Boardwalk Empire dealt with many farewells in its final episodes – some violent, others quietly devastating.  Nucky and Margaret’s last dance in the El Dorado hotel is filled with nostalgia, and goodbyes go unspoken. And Margaret’s admittance that their doomed relationship was as much her fault as his was quietly touching – “All you did was offer.  I was the one who took.”  Nelson Van Alden got to reclaim his title as a prohibition agent for a brief moment before being shot in the back of the head by another undercover agent entrenched in the Capone Empire — a fitting end for a character lost at sea for quite a few seasons.  His buddy act with the disgraced Eli Thompson was one of the comedic highlights of the final episodes.  Speaking of Eli: his family may have disowned him after his extramarital affair with Van Alden’s wife, but Nucky gives him another chance at life by leaving him a paper bag filled with stock winnings. How Eli managed to survive the length of this show is still perplexing given all of his numerous betrayals.  Chalky got to do right by Daughter, offering her a future out from under Dr. Narcisse’s thumb, before being killed in an alley by Narcisse’s cronies.  And Narcisse himself meets an undignified end as he is murdered in the streets by Luciano’s newly formed five family mafia organization.  And then, of course, there is Gillian, who begs Nucky to rescue her from her nightmare of confinement in an insane asylum.  By the time he arrives and makes clear he has no intention of rescuing her, the damage is already done.  Nucky isn’t seeking redemption for his past crimes.  There is no rescuing either one of them.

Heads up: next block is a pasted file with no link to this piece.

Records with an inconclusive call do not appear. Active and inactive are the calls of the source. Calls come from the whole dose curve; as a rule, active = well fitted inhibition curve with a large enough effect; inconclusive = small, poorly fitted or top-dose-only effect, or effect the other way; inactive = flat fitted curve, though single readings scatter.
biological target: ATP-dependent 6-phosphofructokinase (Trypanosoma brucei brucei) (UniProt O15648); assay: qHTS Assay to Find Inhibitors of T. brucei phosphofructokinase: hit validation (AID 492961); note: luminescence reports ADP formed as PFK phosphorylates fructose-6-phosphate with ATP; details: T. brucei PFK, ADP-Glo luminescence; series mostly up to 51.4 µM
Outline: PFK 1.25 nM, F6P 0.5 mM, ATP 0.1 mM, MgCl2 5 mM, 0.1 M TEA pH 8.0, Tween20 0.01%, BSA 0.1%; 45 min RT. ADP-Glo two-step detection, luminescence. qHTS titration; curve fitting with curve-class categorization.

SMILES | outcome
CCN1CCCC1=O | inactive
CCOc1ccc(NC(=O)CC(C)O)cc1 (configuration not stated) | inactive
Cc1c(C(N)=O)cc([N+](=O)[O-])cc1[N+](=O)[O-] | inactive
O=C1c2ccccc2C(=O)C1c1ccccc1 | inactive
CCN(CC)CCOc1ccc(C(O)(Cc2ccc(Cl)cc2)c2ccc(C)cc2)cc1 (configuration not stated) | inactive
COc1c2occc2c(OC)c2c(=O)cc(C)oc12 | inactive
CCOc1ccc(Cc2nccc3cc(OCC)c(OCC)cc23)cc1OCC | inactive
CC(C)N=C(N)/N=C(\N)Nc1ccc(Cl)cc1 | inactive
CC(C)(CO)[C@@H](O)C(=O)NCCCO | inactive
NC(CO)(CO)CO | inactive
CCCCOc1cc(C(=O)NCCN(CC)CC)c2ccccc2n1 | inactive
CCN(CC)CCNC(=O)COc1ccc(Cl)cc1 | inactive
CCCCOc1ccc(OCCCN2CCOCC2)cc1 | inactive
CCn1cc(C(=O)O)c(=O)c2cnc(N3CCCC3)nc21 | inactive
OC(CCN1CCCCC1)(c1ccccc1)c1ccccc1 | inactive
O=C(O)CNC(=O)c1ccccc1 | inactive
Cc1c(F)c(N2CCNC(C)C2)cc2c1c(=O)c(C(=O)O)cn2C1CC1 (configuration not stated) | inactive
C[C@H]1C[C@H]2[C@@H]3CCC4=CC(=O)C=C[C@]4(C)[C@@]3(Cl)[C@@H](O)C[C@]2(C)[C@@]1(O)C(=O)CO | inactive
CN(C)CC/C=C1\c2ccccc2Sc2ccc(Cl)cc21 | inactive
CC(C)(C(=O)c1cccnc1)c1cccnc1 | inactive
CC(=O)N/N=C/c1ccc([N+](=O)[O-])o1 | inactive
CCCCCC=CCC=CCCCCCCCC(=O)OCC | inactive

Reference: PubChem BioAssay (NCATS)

The most emotional moment of the finale doesn’t actually involve Nucky at all, but calls back to Jimmy Darmody nonetheless.  Before handing himself into the authorities for tax evasion, Al Capone shares a tearful goodbye with his deaf son.  Capone may have been a boisterous monster, but he loved his family and all that he did was for them.  The scene serves as a reminder that these men didn’t want to be murderers and crooks – they did what they did for a better life.  They were chasing the American Dream just like the rest of us, but the road they took could only lead to tragedy.  Capone gets to say the goodbye to his son that Jimmy was robbed of with Tommy.  Perhaps if he had, Tommy wouldn’t have gone down the same destructive path as his father.  Men are not born monsters.  They are made.